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TitlePreliminary geological and petrographic study of the Poplar Mountain Au occurrence, southwestern New Brunswick
AuthorChi, G; Watters, S E
SourceGeological Survey of Canada, Current Research (Online) no. 2002-D6, 2002, 11 pages, (Open Access)
PublisherNatural Resources Canada
Mediapaper; on-line; digital
RelatedThis publication is contained in Geological Survey of Canada; (2002). Current Research 2002, winter release, Geological Survey of Canada, Current Research no. 2002
File formatpdf (Adobe Acrobat Reader)
ProvinceNew Brunswick
AreaYork; Poplar Mountain; 9
Lat/Long WENS-67.5000 -67.0000 46.2500 46.0000
Subjects2; stratigraphy; economic geology; igneous and metamorphic petrology; petrography; gold; mineral occurrences; volcanic rocks; igneous rocks; dacites; basalts; volcaniclastics; sericite; veins; breccias; alteration; dacite porphyries; porphyry deposits; structural features; mineralization; hydrothermal alteration; Poplar Mountain Volcanic Complex; Ordovician; Cambrian; Paleozoic
Illustrationssketch maps; photographs; stereonets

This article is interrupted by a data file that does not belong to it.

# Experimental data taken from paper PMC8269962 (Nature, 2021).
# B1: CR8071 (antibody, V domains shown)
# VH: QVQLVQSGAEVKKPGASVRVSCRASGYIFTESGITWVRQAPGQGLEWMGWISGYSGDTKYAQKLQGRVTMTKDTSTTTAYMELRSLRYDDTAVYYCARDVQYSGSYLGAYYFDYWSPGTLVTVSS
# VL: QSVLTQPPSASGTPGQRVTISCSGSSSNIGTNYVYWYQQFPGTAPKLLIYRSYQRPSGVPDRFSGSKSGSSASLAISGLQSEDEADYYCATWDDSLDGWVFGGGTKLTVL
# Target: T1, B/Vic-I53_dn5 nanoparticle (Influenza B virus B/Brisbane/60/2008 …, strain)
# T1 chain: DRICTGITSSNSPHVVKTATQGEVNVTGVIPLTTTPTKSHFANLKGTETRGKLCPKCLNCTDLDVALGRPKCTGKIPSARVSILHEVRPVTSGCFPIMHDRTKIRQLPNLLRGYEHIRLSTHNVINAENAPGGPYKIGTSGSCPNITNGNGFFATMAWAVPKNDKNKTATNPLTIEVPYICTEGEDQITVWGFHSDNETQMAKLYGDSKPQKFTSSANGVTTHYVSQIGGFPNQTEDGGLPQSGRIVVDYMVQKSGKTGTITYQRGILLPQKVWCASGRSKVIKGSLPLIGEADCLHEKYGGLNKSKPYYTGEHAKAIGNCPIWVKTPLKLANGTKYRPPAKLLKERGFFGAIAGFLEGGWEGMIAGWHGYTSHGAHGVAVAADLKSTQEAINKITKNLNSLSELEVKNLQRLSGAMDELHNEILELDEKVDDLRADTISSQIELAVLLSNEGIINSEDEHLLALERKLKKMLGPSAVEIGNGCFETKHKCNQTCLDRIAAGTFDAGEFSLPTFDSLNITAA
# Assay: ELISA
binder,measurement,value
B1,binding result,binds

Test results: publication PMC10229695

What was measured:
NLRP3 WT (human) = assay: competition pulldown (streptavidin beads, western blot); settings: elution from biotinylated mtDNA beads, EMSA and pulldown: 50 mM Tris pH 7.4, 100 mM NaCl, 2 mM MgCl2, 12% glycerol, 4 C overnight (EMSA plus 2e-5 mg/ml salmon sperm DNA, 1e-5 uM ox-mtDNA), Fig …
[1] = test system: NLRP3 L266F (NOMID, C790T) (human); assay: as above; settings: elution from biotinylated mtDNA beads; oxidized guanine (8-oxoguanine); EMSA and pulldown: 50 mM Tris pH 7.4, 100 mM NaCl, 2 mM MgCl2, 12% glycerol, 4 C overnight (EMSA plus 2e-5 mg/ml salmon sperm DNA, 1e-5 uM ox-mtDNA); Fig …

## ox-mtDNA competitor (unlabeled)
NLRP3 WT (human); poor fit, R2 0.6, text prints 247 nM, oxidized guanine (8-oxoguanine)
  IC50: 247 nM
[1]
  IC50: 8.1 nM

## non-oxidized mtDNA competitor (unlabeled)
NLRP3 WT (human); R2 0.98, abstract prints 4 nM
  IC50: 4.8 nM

ProgramTargeted Geoscience Initiative (TGI-1), 2000-2003
Released2002 03 08
AbstractThe Poplar Mountain Volcanic Complex consists of three principal volcanic and subvolcanic units in the Poplar Mountain area, i.e. porphyritic dacite, dacitic volcaniclastic rocks, and basaltic volcanic rocks. The porphyritic dacite is a subvolcanic intrusion located in the centre of a volcanic dome and is sur-rounded by dacitic volcaniclastic rocks. The basaltic unit is stratigraphically above the felsic units. Gold mineralization is mainly associated with arsenopyrite, and to a lesser extent with pyrite and stibnite. The sulphides are disseminated in the dacite, and in various quartz-carbonate-sericite veins and quartz-cemented breccia. The mineralized zones are characterized by a higher degree of fracturing and veining than the barren zones, and are closely related to phyllic (sericite+carbonate+quartz+illite) alteration. Propyllitic (chlorite+carbonate+illite) alteration is widespread, and is mainly preserved in nonmineralized zones. The mineralization and alteration share some analogies with low-sulphidation epithermal deposits, or the outer zone of a porphyry-type system.